By Harry Mottram: A packed church with standing room only for the 50th Anniversary Memorial commemoration for the Swiss Air Disaster witnessed a dignified and reflective service led by the Reverend Ken Brown.

On April 10th, 1973, the Invicta International Airlines Flight 435 flight from Bristol Lulsgate (as it was known then) crashed into a forested and snow-covered hillside near Hochwald, Switzerland, while on its way to Basel-Mulhouse Airport. It had onboard 139 passengers and six crew members with a large portion of the passengers from Axbridge, Cheddar, Winscombe, Wrington, Yatton and Congresbury. Only 37 people survived with many suffering injuries while 108 died. The passengers included members of the Axbridge Ladies Guild, women from the Cheddar Mums’ Night Out group, skittles players from Wrington and Congresbury, plus friends and relatives.

The service was introduced by the former Vicar of Axbridge Ken Brown who welcomed the congregation with these words: “It is appropriate we remember those who died and for those who survived today.” His brief reminder of why the service was held was followed by the hymn O God, our help in ages past.

The Mayor of Axbridge and town councillor Pauline Ham spoke (at times with emotion in her voice) about the way the disaster had socially ‘impacted on Axbridge and the surrounding villages.’ She said: “It was supposed to be a happy day out but in fact turned to a tragedy when the aircraft crashed. Many children were left motherless, and husbands left without their wives. Only 39 survivors came home and some of them had a sense of guilt having survived but they were welcomed back. Local businesses, local people and social groups came forward to give them their support. Many were buried here in Abridge which serves as an important memorial to those who died.”

Soloist musician Bob Foster then played on his clarinet Pie Jesu (Pious Jesus) by Andrew Llyod Webber in what was a haunting and evocative performance – with many in the audience clearly moved. The hymn Judge eternal throne in splendour followed with the former mayor and current town councillor Mike Taylor reading Psalm 23 the Psalm of David, The Lord is my Shepherd, with the lines, ‘Yea, though I walk through the valley of the shadow of death, I will fear no evil: for thou art with me; thy rod and thy staff they comfort me.’

The Rev Ken Brown then addressed the congregation saying that despite the tragedy that some good had come out of the disaster by creating a greater sense of community in the town. The hymn Guide me, O thou great Jehovah followed with the famous lines Bread of heaven, feed me now and evermore, sung with a gathering volume by the family, friends, relatives, survivors and those like me who are new to the town but can vividly remember the disaster.

To give a sense of the magnitude of the affect the plane crash had on the collective national conscience you need to consider the way the Aberfan coal tip disaster or the Grenfell fire tragedy has had on people across the country and the world. As the Rev Ken Brown said the scars of 50 years ago are still raw but we need to keep the story alive and not let the memories fade so future generations can understand what happened.

Almost every family in the town knew someone who had died or was injured 50 years ago as well as those in Westbury-sub-Mendip, Claverham, Draycott, Uphill, Redhill, Wedmore, Weston-super-Mare and Bristol. The combination of young women and a wide catchment area of the passengers have led to the tragedy being so personal to those in Somerset in particular.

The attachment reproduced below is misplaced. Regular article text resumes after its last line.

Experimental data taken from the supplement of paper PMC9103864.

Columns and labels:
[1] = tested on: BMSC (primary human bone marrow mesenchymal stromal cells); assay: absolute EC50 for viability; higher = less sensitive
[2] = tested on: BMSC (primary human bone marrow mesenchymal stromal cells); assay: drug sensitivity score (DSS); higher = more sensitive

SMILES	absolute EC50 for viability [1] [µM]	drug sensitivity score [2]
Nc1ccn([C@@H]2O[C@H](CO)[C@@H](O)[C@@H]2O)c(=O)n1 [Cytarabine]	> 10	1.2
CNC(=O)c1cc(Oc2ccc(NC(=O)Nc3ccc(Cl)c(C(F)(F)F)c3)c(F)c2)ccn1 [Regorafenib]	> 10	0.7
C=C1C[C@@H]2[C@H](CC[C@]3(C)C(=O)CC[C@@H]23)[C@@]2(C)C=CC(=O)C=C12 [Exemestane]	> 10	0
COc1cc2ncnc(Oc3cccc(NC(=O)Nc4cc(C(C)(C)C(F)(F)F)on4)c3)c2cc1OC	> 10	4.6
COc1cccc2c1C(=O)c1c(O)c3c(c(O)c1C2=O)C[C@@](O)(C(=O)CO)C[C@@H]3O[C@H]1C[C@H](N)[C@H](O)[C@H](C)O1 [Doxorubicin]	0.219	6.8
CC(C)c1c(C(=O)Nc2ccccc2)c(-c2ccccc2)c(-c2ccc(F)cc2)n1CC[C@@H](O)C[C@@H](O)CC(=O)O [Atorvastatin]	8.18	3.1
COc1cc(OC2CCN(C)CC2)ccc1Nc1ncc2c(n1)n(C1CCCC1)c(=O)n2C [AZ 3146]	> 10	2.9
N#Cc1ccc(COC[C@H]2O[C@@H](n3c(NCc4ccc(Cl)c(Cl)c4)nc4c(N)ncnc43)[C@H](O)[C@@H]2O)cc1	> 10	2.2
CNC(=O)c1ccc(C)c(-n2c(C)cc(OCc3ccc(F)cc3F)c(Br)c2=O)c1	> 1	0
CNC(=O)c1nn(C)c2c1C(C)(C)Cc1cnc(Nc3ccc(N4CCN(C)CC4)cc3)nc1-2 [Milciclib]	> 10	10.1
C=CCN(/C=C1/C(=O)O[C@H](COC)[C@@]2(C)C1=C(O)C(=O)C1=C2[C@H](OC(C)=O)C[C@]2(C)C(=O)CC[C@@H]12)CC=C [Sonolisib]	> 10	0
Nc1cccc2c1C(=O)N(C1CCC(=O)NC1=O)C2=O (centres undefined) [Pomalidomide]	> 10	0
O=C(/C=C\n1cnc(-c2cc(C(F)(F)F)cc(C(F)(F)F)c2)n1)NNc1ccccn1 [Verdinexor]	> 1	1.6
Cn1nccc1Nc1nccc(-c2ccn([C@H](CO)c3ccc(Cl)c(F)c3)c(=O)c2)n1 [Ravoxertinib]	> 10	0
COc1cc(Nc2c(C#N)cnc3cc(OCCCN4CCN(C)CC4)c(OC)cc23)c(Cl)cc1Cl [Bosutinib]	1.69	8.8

Cllr and Mayor Pauline Ham then unveiled a brass plaque memorial erected by the Axbridge PCC and the Town Council at the rear of the church to mark the anniversary. The words engraved included: “Many who died were members and friends of the Axbridge Ladies Guild with others from surrounding villages. Some are buried here in the churchyard.”

There was then a touching moment as members of the congregation came forward to light a number of tea-lights or small candles in memory of those who lost their lives. From Axbridge some of the women who died were in their early 20s with several children amongst the dead including a boy of 7. A full if unofficial list of those who died was published by Peter Forrester in his book on the subject Wings over Somerset, with his list on this website

There were also words of comfort from the current priest in charge of the church the Reverend Alistair Forster while the organ was played by John Bodiley. The Lord’s Prayer followed with the final hymn I vow to thee, my country. As the congregation numbering several hundred slowly made their way out a collection was made for a fund to plant a memorial tree while single daffodils were available to lay on the row of graves of the victims in the churchyard. A reception was held in the town hall afterwards for friends and families to further talk and swap memories and news.

On a bright spring day with sunshine and sudden showers it was a moving and beautiful service with a great deal of thought put in by the organisers from the church and town council to ensure the right and authentic notes of remembrance were sounded. A sad day but also a day when the community of the town came together in solidarity for those who died and those who were affected. In good days and bad, Axbridge seems to always to be able to do the right thing.

Note: I’ve tried to quote the speakers but have also paraphrased them in the spirit of their words.

For more details about how and why the accident occurred there is plenty on this Wikipedia page:,108%20people%2C%20with%2037%20survivors.

For more on the church in Axbridge and for a list of the services visit

To join the Friends of Axbridge Church who raise money to protect and restore the 13th century historic building visit